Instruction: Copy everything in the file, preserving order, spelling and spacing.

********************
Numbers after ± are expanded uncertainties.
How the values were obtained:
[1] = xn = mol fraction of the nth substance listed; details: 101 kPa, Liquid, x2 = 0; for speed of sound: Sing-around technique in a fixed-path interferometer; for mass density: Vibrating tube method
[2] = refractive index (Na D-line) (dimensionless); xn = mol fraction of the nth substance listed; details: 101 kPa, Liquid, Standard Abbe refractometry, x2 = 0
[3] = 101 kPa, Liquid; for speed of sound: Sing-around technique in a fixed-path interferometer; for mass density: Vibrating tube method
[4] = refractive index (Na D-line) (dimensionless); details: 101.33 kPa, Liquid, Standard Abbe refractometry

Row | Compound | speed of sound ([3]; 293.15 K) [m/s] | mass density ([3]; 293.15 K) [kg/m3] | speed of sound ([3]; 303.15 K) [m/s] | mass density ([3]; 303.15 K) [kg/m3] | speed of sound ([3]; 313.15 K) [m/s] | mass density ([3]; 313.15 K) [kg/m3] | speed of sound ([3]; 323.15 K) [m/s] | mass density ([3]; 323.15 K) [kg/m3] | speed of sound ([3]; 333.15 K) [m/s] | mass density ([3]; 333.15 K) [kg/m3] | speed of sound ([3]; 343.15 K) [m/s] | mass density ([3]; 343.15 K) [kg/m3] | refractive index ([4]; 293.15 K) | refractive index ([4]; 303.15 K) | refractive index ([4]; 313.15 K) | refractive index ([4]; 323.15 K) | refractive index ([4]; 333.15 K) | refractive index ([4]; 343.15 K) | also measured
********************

Numbers after ± are expanded uncertainties.
How the values were obtained:
[1] = xn = mol fraction of the nth substance listed; details: 101 kPa, Liquid, x2 = 0; for speed of sound: Sing-around technique in a fixed-path interferometer; for mass density: Vibrating tube method
[2] = refractive index (Na D-line) (dimensionless); xn = mol fraction of the nth substance listed; details: 101 kPa, Liquid, Standard Abbe refractometry, x2 = 0
[3] = 101 kPa, Liquid; for speed of sound: Sing-around technique in a fixed-path interferometer; for mass density: Vibrating tube method
[4] = refractive index (Na D-line) (dimensionless); details: 101.33 kPa, Liquid, Standard Abbe refractometry

Row | Compound | speed of sound ([3]; 293.15 K) [m/s] | mass density ([3]; 293.15 K) [kg/m3] | speed of sound ([3]; 303.15 K) [m/s] | mass density ([3]; 303.15 K) [kg/m3] | speed of sound ([3]; 313.15 K) [m/s] | mass density ([3]; 313.15 K) [kg/m3] | speed of sound ([3]; 323.15 K) [m/s] | mass density ([3]; 323.15 K) [kg/m3] | speed of sound ([3]; 333.15 K) [m/s] | mass density ([3]; 333.15 K) [kg/m3] | speed of sound ([3]; 343.15 K) [m/s] | mass density ([3]; 343.15 K) [kg/m3] | refractive index ([4]; 293.15 K) | refractive index ([4]; 303.15 K) | refractive index ([4]; 313.15 K) | refractive index ([4]; 323.15 K) | refractive index ([4]; 333.15 K) | refractive index ([4]; 343.15 K) | also measured